Talk:Shiva/Archive 2

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Devanagari Spelling

I was just wondering why the Devanagari spelling of Shiva (Siva) is incorrect. The way its spelled it says Savi, and not Siva.

Savi !!!!! It's always Shiva or Śiva--Redtigerxyz 12:19, 6 October 2007 (UTC)

What does Shiva represent . . . . .

An answer to this seems to be missing here. Maybe this is difficult point to raise, but it :Dseems absolutely central. There seems to be no "explanation" (if I can put it like that) of what Shiva "represents" as a God. I can understand the need to not prosyletize here, but still, a brief contextual explanation of relevence within a religious context, is surely sufficiently neutral to be included. Because such an explanation is both central and indeed critical to any form of understanding of the concept behind the "label", it must feature in any attempt at definition/description? Maybe it's easier to ask this question by giving an example of a possible answer: "Shiva, the destroyer, is worshiped not for the futility and hopelessness of destruction as an end state but for the role of destruction in the creation of the new and what is yet to come. As such Shiva represents a key element of the circle of life.". More simply put "Shiva is the answer to the question 'Can entropy be reversed?'!!" (The subject of The Last Question by Isaac Asimov) Ok, that may well be rubbish. But could someone who knows clarify this? I'm off to hunt elsewhere. I found the reference to the Trimurti (eventually). There seems to be a bias ijn the article towards certain forms of explanation. I'm sure that as a religious article this is a minefield. But a reorganisation of the heding information might help. I've added a reference to the Trimurti at the beginning. It seems crazy to start with the Shaivanistic role unless that is the historical of the word. If so then couldn't that be explained first. The article is great if you already know about Shiva but a bit wobbly if you don't or aren't clear. IMHO

LookingGlass 07:34, 14 October 2007 (UTC)

Where are the names?

In the Name of Shiva section I expected to find at least the names most circulated in common coinage (i.e. Pashupati, Bholanath, Bhutanath, Maheshwar, Kailashpati, Pinakpani), and found none. The scholarly references are fine, but an ordinary person looking for stuff on Lord Shiva would need to know at least some of the names. Aditya(talkcontribs) 11:21, 8 December 2007 (UTC)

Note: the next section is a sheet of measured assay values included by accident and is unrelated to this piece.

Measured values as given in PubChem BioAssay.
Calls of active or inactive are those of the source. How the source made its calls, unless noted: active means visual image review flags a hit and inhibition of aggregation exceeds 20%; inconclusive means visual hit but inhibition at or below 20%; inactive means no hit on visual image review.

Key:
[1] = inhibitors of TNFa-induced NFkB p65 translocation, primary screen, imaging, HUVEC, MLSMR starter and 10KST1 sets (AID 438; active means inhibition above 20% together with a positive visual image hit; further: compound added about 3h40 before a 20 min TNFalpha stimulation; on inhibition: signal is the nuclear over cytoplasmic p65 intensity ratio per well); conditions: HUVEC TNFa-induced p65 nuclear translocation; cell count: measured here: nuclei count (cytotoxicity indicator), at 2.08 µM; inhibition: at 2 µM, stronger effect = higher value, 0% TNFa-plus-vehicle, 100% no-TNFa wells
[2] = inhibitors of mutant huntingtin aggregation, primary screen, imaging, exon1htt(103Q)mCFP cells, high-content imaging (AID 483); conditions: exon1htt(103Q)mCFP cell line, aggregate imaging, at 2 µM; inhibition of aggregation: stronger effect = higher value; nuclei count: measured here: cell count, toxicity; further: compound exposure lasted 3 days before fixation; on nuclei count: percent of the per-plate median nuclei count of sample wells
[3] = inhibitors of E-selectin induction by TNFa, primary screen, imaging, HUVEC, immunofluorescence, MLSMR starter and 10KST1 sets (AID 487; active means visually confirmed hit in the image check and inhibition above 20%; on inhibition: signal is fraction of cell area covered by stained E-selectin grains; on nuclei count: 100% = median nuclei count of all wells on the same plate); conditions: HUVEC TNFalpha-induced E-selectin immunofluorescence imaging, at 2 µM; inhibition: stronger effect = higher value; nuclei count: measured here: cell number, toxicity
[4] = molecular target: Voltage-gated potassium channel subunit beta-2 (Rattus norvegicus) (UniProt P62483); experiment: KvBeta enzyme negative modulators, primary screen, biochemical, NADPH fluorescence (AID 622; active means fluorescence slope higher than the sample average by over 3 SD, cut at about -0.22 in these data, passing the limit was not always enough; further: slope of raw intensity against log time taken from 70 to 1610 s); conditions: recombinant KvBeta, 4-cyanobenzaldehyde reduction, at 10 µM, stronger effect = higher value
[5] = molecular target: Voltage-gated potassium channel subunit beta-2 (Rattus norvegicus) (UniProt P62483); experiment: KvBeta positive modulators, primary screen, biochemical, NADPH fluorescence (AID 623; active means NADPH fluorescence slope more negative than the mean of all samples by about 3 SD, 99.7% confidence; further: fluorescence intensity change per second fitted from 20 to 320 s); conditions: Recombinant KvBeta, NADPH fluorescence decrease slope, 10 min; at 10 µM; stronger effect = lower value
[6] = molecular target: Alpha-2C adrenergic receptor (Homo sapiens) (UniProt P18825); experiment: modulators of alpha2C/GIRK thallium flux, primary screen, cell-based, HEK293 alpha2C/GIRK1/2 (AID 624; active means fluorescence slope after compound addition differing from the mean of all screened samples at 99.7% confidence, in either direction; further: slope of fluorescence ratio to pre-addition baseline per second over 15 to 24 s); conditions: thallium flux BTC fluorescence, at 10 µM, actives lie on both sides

Rama is the guru of Shiva

According to Ramakrishna Paramahamsa (The Gospel of Sri Ramakrishna):"Rama is the guru of Shiva, Shiva is the guru of Rama".82.123.51.141 (talk) 10:04, 19 December 2007 (UTC)alexisbaba

GA review

I have looked over the article. It is a very well-sourced and well-written article. I also think it is broad in its coverage, but I could be wrong since I have little background in the dharmic faiths. The article, however, seems to have too many blockquotes.

There is one problem. The section on worship: Shiva#Worship is completely unsourced. Please source it, and also consider splitting the list from the article and making a new article for it.Bless sins (talk) 04:41, 30 December 2007 (UTC)

Here is template to give a basic overview of my review:


GA review (see here for criteria)
  1. It is reasonably well written.
    a (prose): b (MoS):
  2. It is factually accurate and verifiable.
    a (references): b (citations to reliable sources): c (OR):
    Shiva#Worship needs more sources.
  3. It is broad in its coverage.
    a (major aspects): b (focused):
  4. It follows the neutral point of view policy.
    Fair representation without bias:
  5. It is stable.
    No edit wars etc.:
  6. It is illustrated by images, where possible and appropriate.
    a (images are tagged and non-free images have fair use rationales): b (appropriate use with suitable captions):
    A lot of images. Image:Shiva and Parvati.jpg seems to be missing some author info. Please fix that.
  7. Overall:
    Pass/Fail:
    pending until Shiva#Worship is sourced.

Bless sins (talk) 04:48, 30 December 2007 (UTC)

Per discussion here, I will move the unsourced section below to talk. The section can be re-added as soon as it is sourced again. By moving the section, the remaining article will be sourced, and thus I'll pass it for GA. Any objections?Bless sins (talk) 04:38, 31 December 2007 (UTC)

Please note that I have made invisible the section 'Shiva#Worship'. It can be made visible if someone can reference it to reliable sources.
Finally, since this article no longer contains unsourced sections, I think it meets the GA criteria. Therefore I'm passing it.Bless sins (talk) 19:37, 3 January 2008 (UTC)

shiva sutras

shouldn't the shiva sutras be mentioned in the article? Teardrop onthefire (talk) 08:25, 1 February 2008 (UTC)

Yes I’m also curious if this is relevant information that needs mentioning.--DavidD4scnrt (talk) 05:34, 24 April 2008 (UTC)

Move to Shiva (Hinduism) and let plain Shiva be a disambig page?